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Original scientific paper

Copy-paste Culture. From "Mechanical Bride" to copy-paste theories

Sead Alić

Fulltext: croatian, pdf (401 KB) pages 63-74 downloads: 1.502* cite
APA 6th Edition
Alić, S. (2008). Copy-paste kultura. Od "Mehaničke mlade" do copy-paste kulture. Filozofska istraživanja, 28 (1), 63-74. Retrieved from
MLA 8th Edition
Alić, Sead. "Copy-paste kultura. Od "Mehaničke mlade" do copy-paste kulture." Filozofska istraživanja, vol. 28, no. 1, 2008, pp. 63-74. Accessed 27 Nov. 2020.
Chicago 17th Edition
Alić, Sead. "Copy-paste kultura. Od "Mehaničke mlade" do copy-paste kulture." Filozofska istraživanja 28, no. 1 (2008): 63-74.
Alić, S. (2008). 'Copy-paste kultura. Od "Mehaničke mlade" do copy-paste kulture', Filozofska istraživanja, 28(1), pp. 63-74. Available at: (Accessed 27 November 2020)
Alić S. Copy-paste kultura. Od "Mehaničke mlade" do copy-paste kulture. Filozofska istraživanja [Internet]. 2008 [cited 2020 November 27];28(1):63-74. Available from:
S. Alić, "Copy-paste kultura. Od "Mehaničke mlade" do copy-paste kulture", Filozofska istraživanja, vol.28, no. 1, pp. 63-74, 2008. [Online]. Available: [Accessed: 27 November 2020]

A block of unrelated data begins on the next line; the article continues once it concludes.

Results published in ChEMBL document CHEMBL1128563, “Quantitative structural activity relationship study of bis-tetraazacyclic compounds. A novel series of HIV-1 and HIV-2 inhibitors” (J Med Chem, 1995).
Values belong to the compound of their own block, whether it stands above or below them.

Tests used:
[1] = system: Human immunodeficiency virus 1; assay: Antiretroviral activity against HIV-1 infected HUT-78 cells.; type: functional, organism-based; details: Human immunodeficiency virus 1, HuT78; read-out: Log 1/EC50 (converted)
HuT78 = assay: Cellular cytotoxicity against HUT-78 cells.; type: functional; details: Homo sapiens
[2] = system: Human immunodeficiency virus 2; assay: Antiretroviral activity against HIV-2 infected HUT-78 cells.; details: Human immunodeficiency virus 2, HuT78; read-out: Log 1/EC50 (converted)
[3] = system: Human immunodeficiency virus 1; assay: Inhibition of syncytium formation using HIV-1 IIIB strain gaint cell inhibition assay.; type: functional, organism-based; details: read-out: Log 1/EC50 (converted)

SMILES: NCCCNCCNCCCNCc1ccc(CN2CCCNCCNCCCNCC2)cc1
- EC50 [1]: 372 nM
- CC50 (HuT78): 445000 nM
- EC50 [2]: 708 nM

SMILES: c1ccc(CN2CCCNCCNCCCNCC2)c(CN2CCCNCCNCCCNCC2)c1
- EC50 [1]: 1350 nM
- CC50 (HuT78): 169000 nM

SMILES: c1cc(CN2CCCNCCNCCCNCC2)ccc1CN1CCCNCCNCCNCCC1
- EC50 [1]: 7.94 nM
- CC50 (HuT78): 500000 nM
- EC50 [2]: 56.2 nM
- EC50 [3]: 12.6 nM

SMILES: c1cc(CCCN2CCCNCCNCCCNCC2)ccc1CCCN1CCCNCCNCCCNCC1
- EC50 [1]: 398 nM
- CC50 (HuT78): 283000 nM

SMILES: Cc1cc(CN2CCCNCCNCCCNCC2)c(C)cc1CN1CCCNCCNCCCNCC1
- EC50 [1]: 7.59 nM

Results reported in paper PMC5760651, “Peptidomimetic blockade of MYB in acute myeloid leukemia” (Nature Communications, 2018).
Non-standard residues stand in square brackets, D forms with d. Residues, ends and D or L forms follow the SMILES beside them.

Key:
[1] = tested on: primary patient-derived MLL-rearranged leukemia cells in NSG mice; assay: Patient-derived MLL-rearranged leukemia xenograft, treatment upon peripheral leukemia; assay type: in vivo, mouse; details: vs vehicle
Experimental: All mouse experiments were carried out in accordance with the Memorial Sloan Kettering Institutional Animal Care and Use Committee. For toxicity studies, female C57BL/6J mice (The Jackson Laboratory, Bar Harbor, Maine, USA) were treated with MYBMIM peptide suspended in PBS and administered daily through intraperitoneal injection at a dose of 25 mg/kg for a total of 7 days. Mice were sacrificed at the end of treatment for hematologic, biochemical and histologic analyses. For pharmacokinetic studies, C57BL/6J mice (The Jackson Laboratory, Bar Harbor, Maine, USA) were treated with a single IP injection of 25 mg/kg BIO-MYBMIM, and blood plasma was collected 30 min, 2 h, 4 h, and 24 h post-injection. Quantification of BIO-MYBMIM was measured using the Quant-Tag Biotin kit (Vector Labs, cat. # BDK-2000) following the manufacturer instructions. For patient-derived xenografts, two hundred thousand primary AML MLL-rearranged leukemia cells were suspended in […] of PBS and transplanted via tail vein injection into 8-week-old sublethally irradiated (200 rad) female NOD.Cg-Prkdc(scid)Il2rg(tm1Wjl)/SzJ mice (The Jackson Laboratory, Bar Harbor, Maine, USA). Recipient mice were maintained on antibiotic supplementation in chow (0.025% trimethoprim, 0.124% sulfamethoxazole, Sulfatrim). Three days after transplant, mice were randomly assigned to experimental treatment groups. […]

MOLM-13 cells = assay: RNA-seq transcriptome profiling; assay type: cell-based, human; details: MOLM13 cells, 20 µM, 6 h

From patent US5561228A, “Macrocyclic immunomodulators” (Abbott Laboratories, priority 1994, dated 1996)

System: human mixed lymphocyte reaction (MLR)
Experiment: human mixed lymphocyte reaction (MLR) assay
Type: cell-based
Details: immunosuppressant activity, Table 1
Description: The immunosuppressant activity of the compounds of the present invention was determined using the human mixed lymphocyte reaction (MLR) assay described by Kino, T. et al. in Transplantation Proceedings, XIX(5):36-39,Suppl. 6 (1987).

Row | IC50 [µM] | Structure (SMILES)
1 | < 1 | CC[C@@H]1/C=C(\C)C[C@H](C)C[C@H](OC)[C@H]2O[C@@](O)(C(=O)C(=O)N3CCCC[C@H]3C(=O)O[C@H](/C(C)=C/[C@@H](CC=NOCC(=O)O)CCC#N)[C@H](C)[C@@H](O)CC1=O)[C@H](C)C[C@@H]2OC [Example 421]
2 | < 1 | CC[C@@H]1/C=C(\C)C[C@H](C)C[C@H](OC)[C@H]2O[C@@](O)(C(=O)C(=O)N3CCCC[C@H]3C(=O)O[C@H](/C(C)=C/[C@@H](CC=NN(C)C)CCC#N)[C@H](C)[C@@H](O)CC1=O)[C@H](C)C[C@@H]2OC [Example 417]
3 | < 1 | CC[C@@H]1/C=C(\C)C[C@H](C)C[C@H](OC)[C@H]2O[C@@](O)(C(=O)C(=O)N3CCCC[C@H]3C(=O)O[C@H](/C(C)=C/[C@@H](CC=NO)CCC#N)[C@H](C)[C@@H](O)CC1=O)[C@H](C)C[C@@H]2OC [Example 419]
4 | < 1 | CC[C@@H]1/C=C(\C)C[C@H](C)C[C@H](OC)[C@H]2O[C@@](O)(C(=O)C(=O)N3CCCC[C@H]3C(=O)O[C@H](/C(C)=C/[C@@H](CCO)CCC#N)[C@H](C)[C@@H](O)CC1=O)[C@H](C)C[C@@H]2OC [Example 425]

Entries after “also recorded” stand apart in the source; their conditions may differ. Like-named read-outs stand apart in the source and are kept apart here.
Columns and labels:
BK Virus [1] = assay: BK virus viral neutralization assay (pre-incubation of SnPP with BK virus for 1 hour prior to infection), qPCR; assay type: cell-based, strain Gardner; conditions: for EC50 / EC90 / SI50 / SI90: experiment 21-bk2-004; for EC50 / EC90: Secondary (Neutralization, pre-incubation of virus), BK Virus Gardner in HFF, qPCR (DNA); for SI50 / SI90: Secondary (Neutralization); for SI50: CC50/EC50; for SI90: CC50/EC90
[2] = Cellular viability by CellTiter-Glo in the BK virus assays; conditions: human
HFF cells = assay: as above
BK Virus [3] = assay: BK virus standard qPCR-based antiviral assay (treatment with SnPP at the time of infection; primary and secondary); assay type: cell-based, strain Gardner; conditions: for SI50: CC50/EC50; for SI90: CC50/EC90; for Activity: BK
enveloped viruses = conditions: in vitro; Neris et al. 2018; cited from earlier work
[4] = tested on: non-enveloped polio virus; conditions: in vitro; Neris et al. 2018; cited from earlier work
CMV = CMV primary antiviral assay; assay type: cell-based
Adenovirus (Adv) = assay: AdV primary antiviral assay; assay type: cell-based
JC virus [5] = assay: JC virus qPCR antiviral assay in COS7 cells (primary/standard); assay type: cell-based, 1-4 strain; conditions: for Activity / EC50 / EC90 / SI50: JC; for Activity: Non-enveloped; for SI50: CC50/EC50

The awareness about the reproductiveness of artwork (that Benjamin used to write about) led us from the field of discussion about artwork to the aesthetization of the everyday (including politics), to a society of spectacles, to McDonaldization and the Disneyesque Americanization of the entire world culture.
Multiplication became a seductive repetition, setting up new relations of cultural and other addiction. It seems that in a world of “plurals” there are laws that define today’s man more than philosophy is (usually) prepared to detect. The strength and convincingness of epics is sublimated into little slogans, used to manipulate public opinion and hordes of information consumers shaped by the mass media. Slogans are really probes with which global corporations conquer the structures of opinion and speech. The multiplication of advertising messages, political slogans, warmongering sentences and spectacular meaninglessness – ends up in a copy/paste culture, which is, unaware of mechanisms and technologies, slowly but surely starting to take its place on the store-shelves of global marketers. McLuhan’s work "Mechanical Bride" was the first to seriously consider the meaning that the seemingly common advertising slogans can have for the shaping of a conscious and unconscious position of the consumers. By analyzing his approach in this less known work and comparing it with certain suggestive modern phenomena in the Croatian and world public – we outline a context, which should not be eft out of the sight of the modern philosophic thought.

Copy-paste; media; culture; Marshall McLuhan

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